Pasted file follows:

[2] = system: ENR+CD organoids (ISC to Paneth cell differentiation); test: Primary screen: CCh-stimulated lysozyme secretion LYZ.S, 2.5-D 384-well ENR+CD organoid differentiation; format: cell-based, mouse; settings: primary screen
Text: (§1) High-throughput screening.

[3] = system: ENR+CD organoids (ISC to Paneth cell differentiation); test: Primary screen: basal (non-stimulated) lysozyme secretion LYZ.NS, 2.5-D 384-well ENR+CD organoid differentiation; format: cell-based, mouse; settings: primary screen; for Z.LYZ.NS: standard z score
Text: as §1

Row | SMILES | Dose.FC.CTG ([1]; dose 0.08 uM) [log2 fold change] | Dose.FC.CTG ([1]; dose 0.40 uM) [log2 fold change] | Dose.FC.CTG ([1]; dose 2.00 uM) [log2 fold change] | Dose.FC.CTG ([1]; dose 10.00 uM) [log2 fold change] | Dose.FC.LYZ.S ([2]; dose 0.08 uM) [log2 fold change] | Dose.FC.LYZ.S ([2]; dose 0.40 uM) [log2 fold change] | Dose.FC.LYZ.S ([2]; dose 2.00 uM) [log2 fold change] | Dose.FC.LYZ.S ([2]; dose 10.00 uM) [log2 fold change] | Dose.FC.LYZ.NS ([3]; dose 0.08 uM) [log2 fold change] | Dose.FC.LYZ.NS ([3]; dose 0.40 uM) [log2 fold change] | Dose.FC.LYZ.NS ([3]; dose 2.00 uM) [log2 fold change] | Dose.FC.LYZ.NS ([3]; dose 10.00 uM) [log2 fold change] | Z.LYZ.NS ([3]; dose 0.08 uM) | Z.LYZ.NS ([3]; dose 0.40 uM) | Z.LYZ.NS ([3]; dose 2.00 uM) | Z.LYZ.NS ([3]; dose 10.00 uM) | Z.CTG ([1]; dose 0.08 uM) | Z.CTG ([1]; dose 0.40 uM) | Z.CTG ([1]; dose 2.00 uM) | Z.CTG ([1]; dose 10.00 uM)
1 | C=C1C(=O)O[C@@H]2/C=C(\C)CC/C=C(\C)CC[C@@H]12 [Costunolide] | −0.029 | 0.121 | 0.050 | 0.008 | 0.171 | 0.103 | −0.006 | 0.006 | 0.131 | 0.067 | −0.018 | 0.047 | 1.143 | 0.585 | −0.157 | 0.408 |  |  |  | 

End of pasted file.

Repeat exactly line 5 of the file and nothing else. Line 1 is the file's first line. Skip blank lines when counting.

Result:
Row | SMILES | Dose.FC.CTG ([1]; dose 0.08 uM) [log2 fold change] | Dose.FC.CTG ([1]; dose 0.40 uM) [log2 fold change] | Dose.FC.CTG ([1]; dose 2.00 uM) [log2 fold change] | Dose.FC.CTG ([1]; dose 10.00 uM) [log2 fold change] | Dose.FC.LYZ.S ([2]; dose 0.08 uM) [log2 fold change] | Dose.FC.LYZ.S ([2]; dose 0.40 uM) [log2 fold change] | Dose.FC.LYZ.S ([2]; dose 2.00 uM) [log2 fold change] | Dose.FC.LYZ.S ([2]; dose 10.00 uM) [log2 fold change] | Dose.FC.LYZ.NS ([3]; dose 0.08 uM) [log2 fold change] | Dose.FC.LYZ.NS ([3]; dose 0.40 uM) [log2 fold change] | Dose.FC.LYZ.NS ([3]; dose 2.00 uM) [log2 fold change] | Dose.FC.LYZ.NS ([3]; dose 10.00 uM) [log2 fold change] | Z.LYZ.NS ([3]; dose 0.08 uM) | Z.LYZ.NS ([3]; dose 0.40 uM) | Z.LYZ.NS ([3]; dose 2.00 uM) | Z.LYZ.NS ([3]; dose 10.00 uM) | Z.CTG ([1]; dose 0.08 uM) | Z.CTG ([1]; dose 0.40 uM) | Z.CTG ([1]; dose 2.00 uM) | Z.CTG ([1]; dose 10.00 uM)